The crystals were thought to be small beryls of an unusual blue-lavender color, so that not much intention was paid to discover more of these “beryls” instead of the bigger crystals in other cavities.  But who thought about jemerejewite when we examined these crystals? Surprisingly, the results left no question open: these “beryls” were Jeremejevite. We asked the miners to look more intensively for these crystals of an unusual color. The result ended up in a few hundreds of crystals of different colors, but mostly colorless.

Most of these crystals do not exceed 1 cm. About 30 larger crystals up to 5 cm length and 1 cm wide occurred also.


One of the longest crystals: 48x5 mm, 12 carat


A not yet proven information on an 8 cm long crystal has been given so far.

 The crystals range in color from light blue to lavender and to greenish even, with nearly all shades.


It is remarkable that only the colorless and pale blue crystals have terminations. All deep blue crystals end without terminations. The habit varies from stubby, beryl-like crystals to long, needle-like crystals. The non-terminated end is always wider and more blue than the terminated end of the crystal. Only a few groups of crystals have been found.


Largest crystal measures 38 mm


Rarely, groups of crystals have been found


Parallel growth of crystals, left: 44 mm, 8 carat; right: 32 mm, 3 carat


A few specimens occurred where Jeremejevite crystals are attached to a matrix, either of orthoclase or smoky quartz. It seems that originally the loose crystals were also attached to feldspar.

Jeremejevite on feldspar, 6x4 cm


Jeremejevite on quartz, 3x5 cm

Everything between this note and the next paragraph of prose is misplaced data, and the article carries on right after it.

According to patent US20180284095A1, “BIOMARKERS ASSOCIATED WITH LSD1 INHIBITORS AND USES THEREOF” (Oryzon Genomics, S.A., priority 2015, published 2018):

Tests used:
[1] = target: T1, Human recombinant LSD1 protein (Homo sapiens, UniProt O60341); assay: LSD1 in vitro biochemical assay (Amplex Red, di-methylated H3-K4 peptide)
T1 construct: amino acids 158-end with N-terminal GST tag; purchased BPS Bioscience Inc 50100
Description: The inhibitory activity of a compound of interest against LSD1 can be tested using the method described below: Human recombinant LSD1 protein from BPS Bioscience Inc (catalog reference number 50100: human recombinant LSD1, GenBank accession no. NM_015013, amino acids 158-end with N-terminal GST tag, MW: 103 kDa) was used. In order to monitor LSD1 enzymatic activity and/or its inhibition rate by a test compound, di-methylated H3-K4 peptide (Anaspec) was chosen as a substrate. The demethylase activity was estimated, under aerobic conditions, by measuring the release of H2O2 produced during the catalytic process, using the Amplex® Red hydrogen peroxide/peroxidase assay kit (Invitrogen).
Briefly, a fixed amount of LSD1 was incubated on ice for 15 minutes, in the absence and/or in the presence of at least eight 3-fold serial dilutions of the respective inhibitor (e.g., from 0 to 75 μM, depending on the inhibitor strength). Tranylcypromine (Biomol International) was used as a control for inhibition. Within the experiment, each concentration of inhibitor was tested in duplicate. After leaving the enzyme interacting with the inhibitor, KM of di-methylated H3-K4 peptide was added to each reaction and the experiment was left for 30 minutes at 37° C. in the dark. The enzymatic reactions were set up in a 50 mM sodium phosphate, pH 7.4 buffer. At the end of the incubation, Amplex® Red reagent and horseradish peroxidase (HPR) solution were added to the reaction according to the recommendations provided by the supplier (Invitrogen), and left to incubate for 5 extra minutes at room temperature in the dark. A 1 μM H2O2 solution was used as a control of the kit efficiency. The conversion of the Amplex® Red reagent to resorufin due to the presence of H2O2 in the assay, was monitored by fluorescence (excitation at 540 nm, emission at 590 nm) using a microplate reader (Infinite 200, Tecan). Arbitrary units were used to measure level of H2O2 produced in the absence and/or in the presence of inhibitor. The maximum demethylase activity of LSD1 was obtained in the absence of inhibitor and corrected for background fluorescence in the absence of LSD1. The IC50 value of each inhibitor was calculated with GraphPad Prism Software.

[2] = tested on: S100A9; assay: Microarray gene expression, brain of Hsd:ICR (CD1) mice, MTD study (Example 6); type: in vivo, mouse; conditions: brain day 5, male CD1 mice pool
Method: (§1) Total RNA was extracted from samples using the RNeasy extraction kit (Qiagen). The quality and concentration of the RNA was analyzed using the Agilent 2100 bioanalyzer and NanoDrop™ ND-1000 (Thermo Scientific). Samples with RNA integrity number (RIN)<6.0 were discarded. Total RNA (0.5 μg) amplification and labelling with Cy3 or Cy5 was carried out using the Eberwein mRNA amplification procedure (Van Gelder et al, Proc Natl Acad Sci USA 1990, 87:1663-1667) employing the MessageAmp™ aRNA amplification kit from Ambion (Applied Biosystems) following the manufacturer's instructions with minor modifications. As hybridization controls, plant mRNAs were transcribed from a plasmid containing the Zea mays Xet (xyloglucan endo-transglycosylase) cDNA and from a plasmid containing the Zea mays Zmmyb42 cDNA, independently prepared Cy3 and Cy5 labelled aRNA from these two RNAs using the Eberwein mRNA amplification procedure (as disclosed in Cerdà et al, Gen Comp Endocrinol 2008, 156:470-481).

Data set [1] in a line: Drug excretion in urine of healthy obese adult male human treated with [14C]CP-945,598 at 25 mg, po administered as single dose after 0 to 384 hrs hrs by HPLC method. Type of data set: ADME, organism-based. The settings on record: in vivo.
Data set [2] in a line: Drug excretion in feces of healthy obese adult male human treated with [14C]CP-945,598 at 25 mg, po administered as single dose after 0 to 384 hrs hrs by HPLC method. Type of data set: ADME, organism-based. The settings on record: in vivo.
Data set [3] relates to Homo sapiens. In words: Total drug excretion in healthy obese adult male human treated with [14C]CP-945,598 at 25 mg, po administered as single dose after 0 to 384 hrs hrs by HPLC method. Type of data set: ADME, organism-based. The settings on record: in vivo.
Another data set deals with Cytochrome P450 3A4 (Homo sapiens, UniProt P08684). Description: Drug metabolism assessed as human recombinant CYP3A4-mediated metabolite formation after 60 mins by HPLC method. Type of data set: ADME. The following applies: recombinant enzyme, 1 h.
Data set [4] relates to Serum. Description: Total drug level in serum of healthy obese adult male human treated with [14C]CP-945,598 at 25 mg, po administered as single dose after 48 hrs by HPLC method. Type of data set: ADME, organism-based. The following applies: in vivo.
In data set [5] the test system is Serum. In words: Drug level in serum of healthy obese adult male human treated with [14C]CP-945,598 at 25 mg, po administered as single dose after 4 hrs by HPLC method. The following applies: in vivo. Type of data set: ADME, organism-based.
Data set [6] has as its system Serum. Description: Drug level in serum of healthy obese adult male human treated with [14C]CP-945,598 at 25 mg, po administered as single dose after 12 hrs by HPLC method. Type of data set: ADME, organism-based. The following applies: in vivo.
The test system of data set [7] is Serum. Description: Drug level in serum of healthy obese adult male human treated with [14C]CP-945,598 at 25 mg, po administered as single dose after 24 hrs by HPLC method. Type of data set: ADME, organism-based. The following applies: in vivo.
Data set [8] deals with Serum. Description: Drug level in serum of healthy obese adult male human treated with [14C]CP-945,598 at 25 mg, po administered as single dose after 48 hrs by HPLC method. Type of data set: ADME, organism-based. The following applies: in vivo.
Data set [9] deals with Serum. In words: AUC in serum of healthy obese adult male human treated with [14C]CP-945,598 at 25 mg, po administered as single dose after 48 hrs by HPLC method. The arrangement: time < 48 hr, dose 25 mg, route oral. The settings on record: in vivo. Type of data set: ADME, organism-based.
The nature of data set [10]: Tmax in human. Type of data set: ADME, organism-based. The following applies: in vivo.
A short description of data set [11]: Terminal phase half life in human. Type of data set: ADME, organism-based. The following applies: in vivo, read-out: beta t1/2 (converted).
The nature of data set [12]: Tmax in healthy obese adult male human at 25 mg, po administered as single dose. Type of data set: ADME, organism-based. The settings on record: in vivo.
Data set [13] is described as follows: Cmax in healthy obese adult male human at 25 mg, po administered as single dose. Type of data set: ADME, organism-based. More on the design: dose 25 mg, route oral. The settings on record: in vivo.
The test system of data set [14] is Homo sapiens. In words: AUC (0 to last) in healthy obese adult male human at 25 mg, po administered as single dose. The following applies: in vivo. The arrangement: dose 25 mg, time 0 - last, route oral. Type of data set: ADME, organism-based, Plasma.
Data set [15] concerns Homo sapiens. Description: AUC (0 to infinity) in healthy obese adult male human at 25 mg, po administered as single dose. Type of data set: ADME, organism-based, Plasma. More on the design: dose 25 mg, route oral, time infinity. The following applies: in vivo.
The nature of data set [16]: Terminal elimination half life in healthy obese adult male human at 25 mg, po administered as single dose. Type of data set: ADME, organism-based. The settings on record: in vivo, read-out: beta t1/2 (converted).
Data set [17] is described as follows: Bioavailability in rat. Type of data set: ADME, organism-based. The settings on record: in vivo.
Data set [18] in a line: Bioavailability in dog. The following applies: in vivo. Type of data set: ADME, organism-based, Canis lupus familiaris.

The feldspar is partially covered by small blue and green fibrous crystals of blue and green fibres of tourmaline. Besides these crystals, no other mineral has been found in the pocket.

What are the main differences in appearance between this find and the former finds of Jeremejevite?

1. Nearly all crystals are of gem quality.

2. The color varies from colorless to lavender and blue, some crystals are color-zoned along the c-axis.

L avender colored crystals, left: 27 mm long, 4 carat; right: 26 mm long, 5 carat



Deep blue crystals, left: 6 carat; right: 37 mm

3. Blue crystals show a strong pleochroism from colorless to cornflower blue and lavender, which even can be seen without rotating the crystal, due to the twisted faces.


Crystal, 35x10 mm,18 carat


By cutting these Jeremejevite crystals according to their pleochroism superb gems can be produced .


Cutting material


0.4 carat


  0.6 carat




Still some questions are open to discussions and investigations:

What is the reason for the different colors – defects in the structure or trace elements?

Why are only colorless or pale blue crystals terminated?


Referring to the locality of the find, it should be mentioned, that the farmers are planning to establish a wildlife reserve center in this region to protect flora and fauna.




WEBSKY, M.(1884) Über Jeremejewit und Eichwaldit vom Berge Soktuj in Daurien. N. Jb. Miner. , 1-17


HERTING, S. and  Strunz, H. (1978) Jeremejewit vom Cape Cross in SW-Afrika. Der Aufschluß, 29, 45-53

Ordering Jeremejevite